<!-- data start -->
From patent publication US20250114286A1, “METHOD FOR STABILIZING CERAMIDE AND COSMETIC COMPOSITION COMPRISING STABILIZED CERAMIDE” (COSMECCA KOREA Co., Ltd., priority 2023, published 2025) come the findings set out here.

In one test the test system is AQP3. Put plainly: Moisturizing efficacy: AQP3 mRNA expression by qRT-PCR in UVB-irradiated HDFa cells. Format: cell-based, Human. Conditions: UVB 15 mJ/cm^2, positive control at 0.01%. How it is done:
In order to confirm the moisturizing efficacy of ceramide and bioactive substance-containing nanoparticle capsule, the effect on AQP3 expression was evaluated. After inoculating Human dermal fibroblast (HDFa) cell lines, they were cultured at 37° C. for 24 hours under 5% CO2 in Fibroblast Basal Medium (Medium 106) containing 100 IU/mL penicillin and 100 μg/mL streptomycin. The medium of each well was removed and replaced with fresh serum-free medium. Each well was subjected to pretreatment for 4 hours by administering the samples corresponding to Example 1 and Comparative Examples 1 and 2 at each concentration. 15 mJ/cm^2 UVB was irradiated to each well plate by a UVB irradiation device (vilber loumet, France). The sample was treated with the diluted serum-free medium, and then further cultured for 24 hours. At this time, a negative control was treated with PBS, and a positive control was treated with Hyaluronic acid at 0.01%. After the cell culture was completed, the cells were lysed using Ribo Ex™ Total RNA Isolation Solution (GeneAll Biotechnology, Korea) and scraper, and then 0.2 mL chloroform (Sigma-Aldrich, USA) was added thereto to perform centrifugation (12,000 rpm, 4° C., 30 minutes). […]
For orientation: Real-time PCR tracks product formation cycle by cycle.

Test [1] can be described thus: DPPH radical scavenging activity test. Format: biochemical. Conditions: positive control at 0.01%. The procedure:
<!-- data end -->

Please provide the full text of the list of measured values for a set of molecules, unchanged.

From patent publication US20250114286A1, “METHOD FOR STABILIZING CERAMIDE AND COSMETIC COMPOSITION COMPRISING STABILIZED CERAMIDE” (COSMECCA KOREA Co., Ltd., priority 2023, published 2025) come the findings set out here.

In one test the test system is AQP3. Put plainly: Moisturizing efficacy: AQP3 mRNA expression by qRT-PCR in UVB-irradiated HDFa cells. Format: cell-based, Human. Conditions: UVB 15 mJ/cm^2, positive control at 0.01%. How it is done:
In order to confirm the moisturizing efficacy of ceramide and bioactive substance-containing nanoparticle capsule, the effect on AQP3 expression was evaluated. After inoculating Human dermal fibroblast (HDFa) cell lines, they were cultured at 37° C. for 24 hours under 5% CO2 in Fibroblast Basal Medium (Medium 106) containing 100 IU/mL penicillin and 100 μg/mL streptomycin. The medium of each well was removed and replaced with fresh serum-free medium. Each well was subjected to pretreatment for 4 hours by administering the samples corresponding to Example 1 and Comparative Examples 1 and 2 at each concentration. 15 mJ/cm^2 UVB was irradiated to each well plate by a UVB irradiation device (vilber loumet, France). The sample was treated with the diluted serum-free medium, and then further cultured for 24 hours. At this time, a negative control was treated with PBS, and a positive control was treated with Hyaluronic acid at 0.01%. After the cell culture was completed, the cells were lysed using Ribo Ex™ Total RNA Isolation Solution (GeneAll Biotechnology, Korea) and scraper, and then 0.2 mL chloroform (Sigma-Aldrich, USA) was added thereto to perform centrifugation (12,000 rpm, 4° C., 30 minutes). […]
For orientation: Real-time PCR tracks product formation cycle by cycle.

Test [1] can be described thus: DPPH radical scavenging activity test. Format: biochemical. Conditions: positive control at 0.01%. The procedure: